• Something We Forgot: In Episode 19, "No Need for Runaways!", Tenchi and company spend the entire episode trying to recover the stolen Yagami from a pair of wannabe gangsters, which gets complicated since they also had to deal with the Galaxy Police. Once they get the ship back, they continue their journey, until Tenchi realizes that they accidentally left Ayeka and Sasami back at the restaurant during their rush to reclaim the Yagami.
  • So What Do We Do Now?: Tenchi finds himself facing this at the end, only for Ryoko to show up — with the rest of the cast trailing her — to remind him that carnivals come back.
  • Space Opera: The "Space Adventures" arc, which is pretty much the entire second half of the show.
  • Spaceship Slingshot Stunt: This was done by Kiyone, with assistance from Washu, to successfully escape the Galaxy Police fleet; the Yagami flew towards a supernova, and on Washu's cue, Kiyone pulls it off.
  • Spotlight-Stealing Squad: Ryoko; the opening title begins and ends with a shot of Ryoko, and there are some episodes which are focused around her. Then in Tenchi Forever!, both Ryoko and Ayeka become the Spot Light Stealing Squad.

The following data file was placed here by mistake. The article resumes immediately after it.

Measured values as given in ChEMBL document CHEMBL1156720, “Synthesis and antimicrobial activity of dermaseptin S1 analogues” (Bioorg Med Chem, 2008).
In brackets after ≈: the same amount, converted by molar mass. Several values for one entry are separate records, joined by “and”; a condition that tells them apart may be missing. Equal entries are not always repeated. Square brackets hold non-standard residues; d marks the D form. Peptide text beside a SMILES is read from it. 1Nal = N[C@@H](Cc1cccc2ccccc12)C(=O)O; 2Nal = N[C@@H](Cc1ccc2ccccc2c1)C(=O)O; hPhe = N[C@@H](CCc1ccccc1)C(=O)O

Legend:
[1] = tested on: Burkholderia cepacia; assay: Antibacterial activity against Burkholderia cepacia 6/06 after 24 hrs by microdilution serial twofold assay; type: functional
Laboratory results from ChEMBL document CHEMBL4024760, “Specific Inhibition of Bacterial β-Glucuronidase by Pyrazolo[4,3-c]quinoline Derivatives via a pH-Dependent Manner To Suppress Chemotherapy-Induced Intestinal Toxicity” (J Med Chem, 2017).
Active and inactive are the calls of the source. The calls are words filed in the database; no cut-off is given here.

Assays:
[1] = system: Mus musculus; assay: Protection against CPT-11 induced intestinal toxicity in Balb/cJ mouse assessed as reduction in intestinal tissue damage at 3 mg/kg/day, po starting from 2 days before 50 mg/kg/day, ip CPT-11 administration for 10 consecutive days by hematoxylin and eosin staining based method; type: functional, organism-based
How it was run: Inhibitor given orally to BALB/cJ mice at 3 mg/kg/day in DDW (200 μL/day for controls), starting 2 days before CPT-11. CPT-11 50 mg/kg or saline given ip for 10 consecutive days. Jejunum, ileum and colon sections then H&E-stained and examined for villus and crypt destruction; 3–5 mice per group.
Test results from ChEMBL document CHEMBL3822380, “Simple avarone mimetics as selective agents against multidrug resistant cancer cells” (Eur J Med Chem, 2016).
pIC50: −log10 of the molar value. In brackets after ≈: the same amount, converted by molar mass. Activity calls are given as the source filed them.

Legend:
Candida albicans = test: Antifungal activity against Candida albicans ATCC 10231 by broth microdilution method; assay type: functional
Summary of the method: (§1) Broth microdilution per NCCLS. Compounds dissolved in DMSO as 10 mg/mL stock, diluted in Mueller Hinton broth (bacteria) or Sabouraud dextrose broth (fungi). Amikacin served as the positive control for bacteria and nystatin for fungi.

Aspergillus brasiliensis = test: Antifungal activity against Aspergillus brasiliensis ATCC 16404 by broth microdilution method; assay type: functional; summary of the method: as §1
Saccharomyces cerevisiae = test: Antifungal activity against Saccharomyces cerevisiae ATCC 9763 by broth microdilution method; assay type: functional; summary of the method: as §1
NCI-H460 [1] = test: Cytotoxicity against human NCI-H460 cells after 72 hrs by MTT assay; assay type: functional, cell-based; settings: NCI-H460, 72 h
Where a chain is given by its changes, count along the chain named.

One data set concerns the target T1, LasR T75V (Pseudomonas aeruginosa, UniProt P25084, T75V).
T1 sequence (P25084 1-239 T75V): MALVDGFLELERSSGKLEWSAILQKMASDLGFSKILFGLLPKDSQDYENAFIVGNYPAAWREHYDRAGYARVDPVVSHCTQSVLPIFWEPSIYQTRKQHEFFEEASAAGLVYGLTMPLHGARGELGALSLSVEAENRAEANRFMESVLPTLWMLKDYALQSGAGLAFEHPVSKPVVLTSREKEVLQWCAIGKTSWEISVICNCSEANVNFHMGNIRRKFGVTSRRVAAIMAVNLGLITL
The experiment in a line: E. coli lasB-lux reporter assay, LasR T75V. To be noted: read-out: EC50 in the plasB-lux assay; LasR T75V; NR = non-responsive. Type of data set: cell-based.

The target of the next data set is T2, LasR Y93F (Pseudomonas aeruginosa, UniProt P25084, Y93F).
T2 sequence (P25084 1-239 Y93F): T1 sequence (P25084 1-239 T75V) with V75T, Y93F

• Star-Crossed Lovers: Ryo-Ohki and Ken-Ohki, Nagi's cabbit companion.
  • Surprisingly Good English: The English version of the opening theme song is sung by the same singer (SONIA) as the Japanese version—in virtually flawless English!
  • Sword Beam: Kagato uses one. And it even comes with instant facepaint!
  • To Hell and Back: Strongly implied to be how Kagato acquired his dark Jurai powers; he's literally been through hell and back!
  • Unexplained Recovery: It's never touched on how Ryoko survived her apparently mortal injuries at the end of the series. She just appears in the last episode fully healed.